Common Questions About Mindfulness Meditation Answered
When you’re new to meditation, it’s natural for questions to pop up often. These answers may ease your mind.
1) If I have an itch, can I scratch it?
Yes—however, first try scratching it with your mind before using your fingers.
2) Should I breathe fast or slow or in between?
Only worry if you’ve stopped breathing. Otherwise, you’re doing fine. Breath in whatever way feels comfortable to you.
3) Should my eyes be open or closed?
No hard-and-fast rules. Try both. If open, not too wide, and with a soft, slightly downward gaze, not focusing on anything in particular. If closed, not too hard, and not imagining anything in particular in your mind’s eye.
4) Is it possible I’m someone who just CANNOT meditate?
When you find yourself asking that question, your meditation has officially begun. Everyone wonders that. Notice it. Escort your attention back to your object of focus (the breath). When you’re lost and questioning again, come back to the breathe again. That’s the practice. There’s no limit to the number of times you can be distracted and come back to the breath. Meditating is not a race to perfection—It’s returning again and again to the breath.
5) Is it better to practice in a group or by myself?
Both are great! It’s enormously supportive to meditate with others. And, practicing on your own builds discipline.
6) What’s the best time of day to meditate? Whatever works. Consider your circumstances: children, pets, work. Experiment. But watch out. If you always choose the most convenient time, it will usually be tomorrow.
7) What if I get sexually (and physically) aroused by thoughts in my head?
No big deal. Meditation stokes the imagination. In time, every thought and sensation will pop up (so to speak). And come back. Same old story. Release the thought, bring awareness and receptivity to body sensations, bring attention back to your chosen object (the breath, in this case). Repeat.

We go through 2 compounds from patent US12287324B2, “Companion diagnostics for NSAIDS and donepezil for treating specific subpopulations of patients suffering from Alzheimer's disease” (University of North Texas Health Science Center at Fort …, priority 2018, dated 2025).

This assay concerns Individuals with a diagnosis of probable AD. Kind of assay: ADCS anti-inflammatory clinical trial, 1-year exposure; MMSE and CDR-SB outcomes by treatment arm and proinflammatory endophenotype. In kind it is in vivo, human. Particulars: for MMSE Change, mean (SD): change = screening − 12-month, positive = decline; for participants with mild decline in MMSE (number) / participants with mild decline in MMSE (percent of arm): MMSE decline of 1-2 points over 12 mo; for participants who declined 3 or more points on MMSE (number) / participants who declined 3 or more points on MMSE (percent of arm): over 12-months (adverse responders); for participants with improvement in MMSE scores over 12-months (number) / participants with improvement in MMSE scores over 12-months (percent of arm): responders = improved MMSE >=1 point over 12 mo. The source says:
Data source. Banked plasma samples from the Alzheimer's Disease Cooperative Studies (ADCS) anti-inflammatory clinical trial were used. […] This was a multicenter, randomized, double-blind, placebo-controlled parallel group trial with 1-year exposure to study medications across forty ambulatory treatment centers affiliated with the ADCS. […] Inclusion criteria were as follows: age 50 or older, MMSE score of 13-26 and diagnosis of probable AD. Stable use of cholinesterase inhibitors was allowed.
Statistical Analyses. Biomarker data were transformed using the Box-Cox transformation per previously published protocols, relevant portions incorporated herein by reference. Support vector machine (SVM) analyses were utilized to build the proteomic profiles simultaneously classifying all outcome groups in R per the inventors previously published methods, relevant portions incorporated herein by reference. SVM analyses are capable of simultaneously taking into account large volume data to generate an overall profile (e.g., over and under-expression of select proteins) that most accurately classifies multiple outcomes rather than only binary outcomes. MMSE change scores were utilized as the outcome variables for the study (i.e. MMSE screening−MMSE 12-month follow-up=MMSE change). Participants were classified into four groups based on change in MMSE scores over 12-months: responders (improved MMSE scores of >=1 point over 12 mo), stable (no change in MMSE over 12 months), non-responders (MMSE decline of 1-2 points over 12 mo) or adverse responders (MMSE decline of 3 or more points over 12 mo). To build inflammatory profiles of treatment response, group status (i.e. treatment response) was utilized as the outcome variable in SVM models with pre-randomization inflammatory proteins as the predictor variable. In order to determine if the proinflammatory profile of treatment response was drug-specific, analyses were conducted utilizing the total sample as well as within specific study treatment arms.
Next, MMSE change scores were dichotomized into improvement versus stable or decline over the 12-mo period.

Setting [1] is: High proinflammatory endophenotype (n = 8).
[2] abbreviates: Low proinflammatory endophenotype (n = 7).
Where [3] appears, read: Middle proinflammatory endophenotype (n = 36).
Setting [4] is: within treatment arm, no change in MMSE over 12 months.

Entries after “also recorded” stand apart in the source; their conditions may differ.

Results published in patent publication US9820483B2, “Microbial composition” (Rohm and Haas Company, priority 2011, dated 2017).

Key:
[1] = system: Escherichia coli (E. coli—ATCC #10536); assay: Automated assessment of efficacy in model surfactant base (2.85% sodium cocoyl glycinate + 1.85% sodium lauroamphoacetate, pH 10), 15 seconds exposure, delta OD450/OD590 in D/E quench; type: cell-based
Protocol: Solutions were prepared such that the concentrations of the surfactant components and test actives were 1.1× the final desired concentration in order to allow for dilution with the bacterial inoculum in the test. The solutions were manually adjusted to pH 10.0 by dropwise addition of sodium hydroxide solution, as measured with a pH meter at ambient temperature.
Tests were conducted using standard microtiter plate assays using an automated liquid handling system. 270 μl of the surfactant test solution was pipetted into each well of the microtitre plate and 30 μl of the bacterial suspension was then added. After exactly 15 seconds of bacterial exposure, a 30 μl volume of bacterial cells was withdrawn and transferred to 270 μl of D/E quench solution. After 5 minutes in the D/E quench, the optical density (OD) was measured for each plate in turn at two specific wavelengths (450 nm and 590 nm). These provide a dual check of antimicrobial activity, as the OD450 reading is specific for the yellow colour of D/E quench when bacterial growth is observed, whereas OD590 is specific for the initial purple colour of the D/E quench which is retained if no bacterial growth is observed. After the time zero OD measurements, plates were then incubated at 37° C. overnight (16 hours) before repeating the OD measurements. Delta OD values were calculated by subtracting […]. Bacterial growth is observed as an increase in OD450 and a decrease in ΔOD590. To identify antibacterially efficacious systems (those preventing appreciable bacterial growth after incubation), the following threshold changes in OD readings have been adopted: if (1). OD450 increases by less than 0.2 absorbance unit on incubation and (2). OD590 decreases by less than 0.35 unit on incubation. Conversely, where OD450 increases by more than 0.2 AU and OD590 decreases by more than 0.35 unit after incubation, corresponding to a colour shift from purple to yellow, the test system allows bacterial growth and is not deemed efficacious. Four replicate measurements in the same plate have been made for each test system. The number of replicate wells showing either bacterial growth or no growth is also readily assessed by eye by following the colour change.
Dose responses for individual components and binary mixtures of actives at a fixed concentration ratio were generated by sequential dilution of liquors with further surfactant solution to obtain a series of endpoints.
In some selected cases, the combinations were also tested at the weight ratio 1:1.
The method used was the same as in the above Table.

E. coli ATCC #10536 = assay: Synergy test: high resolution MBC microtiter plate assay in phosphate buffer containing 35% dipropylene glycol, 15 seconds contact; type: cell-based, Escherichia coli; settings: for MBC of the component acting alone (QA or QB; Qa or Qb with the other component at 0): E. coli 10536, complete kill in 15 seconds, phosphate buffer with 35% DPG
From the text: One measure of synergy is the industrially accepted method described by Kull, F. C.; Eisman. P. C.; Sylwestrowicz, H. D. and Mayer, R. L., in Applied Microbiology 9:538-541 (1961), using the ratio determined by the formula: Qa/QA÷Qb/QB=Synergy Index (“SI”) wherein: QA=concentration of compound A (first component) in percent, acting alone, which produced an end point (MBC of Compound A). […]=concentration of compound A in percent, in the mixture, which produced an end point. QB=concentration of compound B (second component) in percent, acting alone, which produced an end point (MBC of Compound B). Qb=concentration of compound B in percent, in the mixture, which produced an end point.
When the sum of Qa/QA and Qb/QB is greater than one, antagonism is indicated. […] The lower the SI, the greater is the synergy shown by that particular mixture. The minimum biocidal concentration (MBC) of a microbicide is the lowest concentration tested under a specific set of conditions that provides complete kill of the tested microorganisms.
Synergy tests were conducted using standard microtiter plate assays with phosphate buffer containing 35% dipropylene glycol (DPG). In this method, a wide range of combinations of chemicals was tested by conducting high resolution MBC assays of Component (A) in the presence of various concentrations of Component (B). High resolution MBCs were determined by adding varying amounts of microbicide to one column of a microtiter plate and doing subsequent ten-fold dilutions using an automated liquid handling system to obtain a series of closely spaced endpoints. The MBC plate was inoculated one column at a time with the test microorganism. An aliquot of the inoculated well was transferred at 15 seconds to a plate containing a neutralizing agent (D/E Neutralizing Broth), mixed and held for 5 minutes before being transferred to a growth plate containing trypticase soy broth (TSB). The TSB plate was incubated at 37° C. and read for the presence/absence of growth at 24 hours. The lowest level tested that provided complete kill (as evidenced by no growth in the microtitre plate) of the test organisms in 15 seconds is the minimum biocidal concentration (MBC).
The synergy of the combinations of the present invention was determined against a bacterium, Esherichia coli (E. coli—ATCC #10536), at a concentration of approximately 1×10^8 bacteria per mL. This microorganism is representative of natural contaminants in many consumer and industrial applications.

8) Do you have any tips on integrating pets into meditation practice?
While meditating, we don’t have to fight off distractions like a knight slaying dragons. If your dog or cat comes into the room and barks and meows and brushes up against you or settles down on a part of your cushion, no big deal. Let it be. What works less well is to interrupt your session to relate to them. If that’s what’s going to happen, try to find a way to avoid their interrupting your practice.
HOW MUCH SHOULD I MEDITATE?
Meditation is no more complicated than what we’ve described above. It is that simple … and that challenging. It’s also powerful and worth it. The key is to commit to sit every day, even if it’s for five minutes. Meditation teacher Sharon Salzberg says: “One of my meditation teachers said that the most important moment in your meditation practice is the moment you sit down to do it. Because right then you’re saying to yourself that you believe in change, you believe in caring for yourself, and you’re making it real. You’re not just holding some value like mindfulness or compassion in the abstract, but really making it real.”